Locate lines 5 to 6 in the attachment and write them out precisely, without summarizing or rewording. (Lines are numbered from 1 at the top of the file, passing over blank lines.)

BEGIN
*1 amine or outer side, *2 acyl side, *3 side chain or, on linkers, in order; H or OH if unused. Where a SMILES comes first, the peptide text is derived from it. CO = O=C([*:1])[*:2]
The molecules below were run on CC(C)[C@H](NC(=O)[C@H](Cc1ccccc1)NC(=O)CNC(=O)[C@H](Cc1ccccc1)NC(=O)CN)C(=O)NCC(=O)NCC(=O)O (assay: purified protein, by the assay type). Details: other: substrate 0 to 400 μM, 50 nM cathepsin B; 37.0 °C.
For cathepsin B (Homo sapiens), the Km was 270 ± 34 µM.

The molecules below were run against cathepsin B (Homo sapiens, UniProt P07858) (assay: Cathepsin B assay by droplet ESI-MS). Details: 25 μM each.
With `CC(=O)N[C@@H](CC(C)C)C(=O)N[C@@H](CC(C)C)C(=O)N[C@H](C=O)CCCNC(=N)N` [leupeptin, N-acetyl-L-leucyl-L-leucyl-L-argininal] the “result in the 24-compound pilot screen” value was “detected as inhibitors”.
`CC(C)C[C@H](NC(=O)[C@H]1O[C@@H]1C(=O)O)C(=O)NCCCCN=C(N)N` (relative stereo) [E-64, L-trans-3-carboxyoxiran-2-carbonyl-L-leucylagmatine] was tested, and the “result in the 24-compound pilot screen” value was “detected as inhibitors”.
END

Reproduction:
With `CC(=O)N[C@@H](CC(C)C)C(=O)N[C@@H](CC(C)C)C(=O)N[C@H](C=O)CCCNC(=N)N` [leupeptin, N-acetyl-L-leucyl-L-leucyl-L-argininal] the “result in the 24-compound pilot screen” value was “detected as inhibitors”.
`CC(C)C[C@H](NC(=O)[C@H]1O[C@@H]1C(=O)O)C(=O)NCCCCN=C(N)N` (relative stereo) [E-64, L-trans-3-carboxyoxiran-2-carbonyl-L-leucylagmatine] was tested, and the “result in the 24-compound pilot screen” value was “detected as inhibitors”.